STPM Chemistry Form 6 Notes – Heterogeneous Ionic Equilibrium (Part 4)

by BerryBerryTeacher

in Berry Reference (Notes)

Heterogeneous equilibrium situation occur when chemical equilibria and chemical reactions involving more than one phase occurs. A good example would be when an ionic compound partially dissolves in water such as calcium carbonate dissolving in water in a process called dissociation. In this Part 4 of Berry Berry Easy notes on Heterogeneous Ionic Equilibrium for STPM Chemistry, Berry Readers will be learning about heterogeneous equilibria, examples of it and be exposed to the list of solubility product constants. Be sure to try out the examples and see how to solve the question.

[Tips: Make sure you know the difference between homogeneous equilibria and heterogeneous equilibria. The former involves chemical species in the same phase, while the later which we are learning now would have species not all in the same phase. So ensure that you know the distinction between the two.]

STPM Chemistry Form 6 Notes – Heterogeneous Ionic Equilibrium (Part 4)

Heterogeneous Equilibria

  • Homogeneous equilibria – all species are in the same phase
  • Heterogeneous equilibria – all the species are not in the same phase. Example: heterogeneous equilibrium is when an ionic compound partially dissolves (in chemical terms, dissociates) in water, the undissolved ionic compound is a solid, and the dissolved portion is aqueous.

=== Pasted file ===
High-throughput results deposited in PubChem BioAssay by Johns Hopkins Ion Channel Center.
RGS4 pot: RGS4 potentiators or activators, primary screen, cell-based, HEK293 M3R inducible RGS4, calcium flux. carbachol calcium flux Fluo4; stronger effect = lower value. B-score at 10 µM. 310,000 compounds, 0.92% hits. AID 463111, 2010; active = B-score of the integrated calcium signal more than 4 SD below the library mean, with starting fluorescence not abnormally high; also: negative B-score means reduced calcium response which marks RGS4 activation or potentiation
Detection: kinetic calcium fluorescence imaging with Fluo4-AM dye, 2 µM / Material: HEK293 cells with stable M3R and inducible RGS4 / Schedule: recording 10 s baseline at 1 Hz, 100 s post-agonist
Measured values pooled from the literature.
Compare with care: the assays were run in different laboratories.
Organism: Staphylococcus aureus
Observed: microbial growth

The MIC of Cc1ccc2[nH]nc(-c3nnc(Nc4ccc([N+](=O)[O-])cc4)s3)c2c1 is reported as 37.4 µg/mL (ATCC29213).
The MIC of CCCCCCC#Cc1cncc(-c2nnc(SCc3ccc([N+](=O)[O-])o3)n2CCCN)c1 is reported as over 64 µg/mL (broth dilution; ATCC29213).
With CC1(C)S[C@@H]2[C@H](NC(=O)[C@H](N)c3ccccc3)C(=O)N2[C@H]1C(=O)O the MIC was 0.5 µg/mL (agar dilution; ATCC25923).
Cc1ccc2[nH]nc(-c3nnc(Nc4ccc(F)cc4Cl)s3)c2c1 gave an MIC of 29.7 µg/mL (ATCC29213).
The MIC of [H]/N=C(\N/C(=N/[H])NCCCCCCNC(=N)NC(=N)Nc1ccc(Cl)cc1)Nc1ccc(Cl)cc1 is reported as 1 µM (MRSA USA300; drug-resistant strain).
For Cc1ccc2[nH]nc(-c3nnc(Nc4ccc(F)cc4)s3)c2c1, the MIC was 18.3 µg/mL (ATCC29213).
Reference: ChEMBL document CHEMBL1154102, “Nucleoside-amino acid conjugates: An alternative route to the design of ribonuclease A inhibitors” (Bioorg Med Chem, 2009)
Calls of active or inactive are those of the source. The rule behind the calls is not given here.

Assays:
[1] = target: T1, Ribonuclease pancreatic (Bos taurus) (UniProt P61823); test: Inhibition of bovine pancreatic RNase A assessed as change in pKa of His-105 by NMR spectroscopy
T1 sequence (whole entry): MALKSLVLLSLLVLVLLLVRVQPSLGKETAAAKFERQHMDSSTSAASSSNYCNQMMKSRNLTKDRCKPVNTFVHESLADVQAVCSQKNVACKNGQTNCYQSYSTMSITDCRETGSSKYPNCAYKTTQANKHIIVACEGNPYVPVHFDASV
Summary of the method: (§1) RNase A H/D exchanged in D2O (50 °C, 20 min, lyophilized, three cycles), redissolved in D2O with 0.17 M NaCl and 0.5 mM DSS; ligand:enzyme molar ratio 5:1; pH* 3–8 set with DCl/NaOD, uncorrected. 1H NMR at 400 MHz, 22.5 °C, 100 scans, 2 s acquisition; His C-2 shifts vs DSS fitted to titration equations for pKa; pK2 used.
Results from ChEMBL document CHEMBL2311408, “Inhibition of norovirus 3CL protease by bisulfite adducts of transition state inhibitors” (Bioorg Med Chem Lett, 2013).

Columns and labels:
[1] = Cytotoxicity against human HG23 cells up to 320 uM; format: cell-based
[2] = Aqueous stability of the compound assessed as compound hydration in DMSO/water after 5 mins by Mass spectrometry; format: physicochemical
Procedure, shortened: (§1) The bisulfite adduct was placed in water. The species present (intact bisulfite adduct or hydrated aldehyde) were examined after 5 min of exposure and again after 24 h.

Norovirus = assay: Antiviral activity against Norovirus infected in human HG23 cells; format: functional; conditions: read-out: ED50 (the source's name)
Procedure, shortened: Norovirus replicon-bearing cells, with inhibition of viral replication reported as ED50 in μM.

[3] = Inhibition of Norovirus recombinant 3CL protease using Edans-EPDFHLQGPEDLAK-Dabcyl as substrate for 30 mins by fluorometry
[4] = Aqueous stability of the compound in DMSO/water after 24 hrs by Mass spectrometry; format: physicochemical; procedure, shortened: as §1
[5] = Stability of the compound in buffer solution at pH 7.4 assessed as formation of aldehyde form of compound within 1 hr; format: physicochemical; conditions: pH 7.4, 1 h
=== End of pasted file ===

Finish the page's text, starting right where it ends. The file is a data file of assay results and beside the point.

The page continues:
Heterogeneous Ionic Equilibrium Precipitation

Heterogeneous Ionic Equilibrium Precipitation

Example: Dissociation of CaCO3 in water
CaCO3(s) <—-> Ca2+(aq) + CO32-(aq)

Equilibrium expression
Ksp = [Ca2+][ CO32-] / [CaCO3]

However because CaCO3 is a pure solid, the concentration relative to itself is one. Therefore, we can ignore it out from the equilibrium expression,
Ksp = [Ca2+][ CO32-]

  • The ‘sp’ after the K term in solubility problems = solubility product, giving Ksp the term solubility product constant.

Solubility Product Constants at 25˚C

AgBr 5.0 x 10-13 CuS 8.5 x 10-36
AgCN 2.2 x 10-16 Fe(OH)2 1.6 x 10-14
Ag2C2O4 6.0 x 10-12 Fe(OH)3 1.1 x 10-36
AgCl 1.0 x 10-10 FeS 3.7 x 10-19
Ag2CrO4 9.0 x 10-12 Hg2Cl2 2.0 x 10-18
AgI 1.5 x 10-16 Hg2I2 1.2 x 10-28
AgOCN 2.3 x 10-7 MgCO3 2.6 x 10-5
AgOH 1.5 x 10-8 MgF2 6.5 x 10-9
Ag2S 1.6 x 10-49 Mg(OH)2 1.2 x 10-11
AgSCN 1.1 x 10-12 Mn(OH)2 4.0 x 10-14
Ag2SO4 1.5 x 10-5 MnS 2.5 x 10-10
Al(OH)3 2.0 x 10-33 Ni(OH)2 2.0 x 10-16
BaCO3 5.0 x 10-9 NiS 2.0 x 10-21
BaCrO4 2.4 x 10-10 PbCO3 3.3 x 10-14
BaF2 1.7 x 10-6 PbCl2 1.7 x 10-4
BaSO4 1.0 x 10-10 PbF2 3.6 x 10-8
CaCO3 1.0 x 10-8 PbI2 1.4 x 10-8
CaF2 3.4 x 10-11 Pb(IO3)2 2.5 x 10-13
CaSO4 2.0 x 10-4 PbSO4 2.0 x 10-8
Cd(OH)2 4.5 x 10-15 RaSO4 4.0 x 10-11
CdS 8.0 x 10-27 SrF2 2.9 x 10-9
CoS 3.0 x 10-26 SrSO4 2.8 x 10-7
CuI 5.0 x 10-12 Zn(OH)2 1.8 x 10-14
Cu(OH)2 1.0 x 10-19 ZnS 1.2 x 10-22

Example:

When a sample of solid AgCl is shaken with water at 25˚C, a solution containing 1.0 x 10-5 mol dm-3 silver ions is produced. Calculate Ksp.

Solution:

AgCl(s) <—-> Ag+ + Cl-
Ksp = [Ag+][Cl-]

[Ag+] = [Cl-] = 1.0 x 10-5
Ksp = (1.0 x 10-5) (1.0 x 10-5) = 1.0 x 10-10

This is the end of Part 4 notes on the topic of Heterogeneous Ionic Equilibrium for STPM Form 6 Chemistry students from Berry Berry Easy. In Part 5, Berry Readers will learn about solubility experiments, their methods and some pointers on predicting precipitation. So do drop by again at the site for more notes. See you again.

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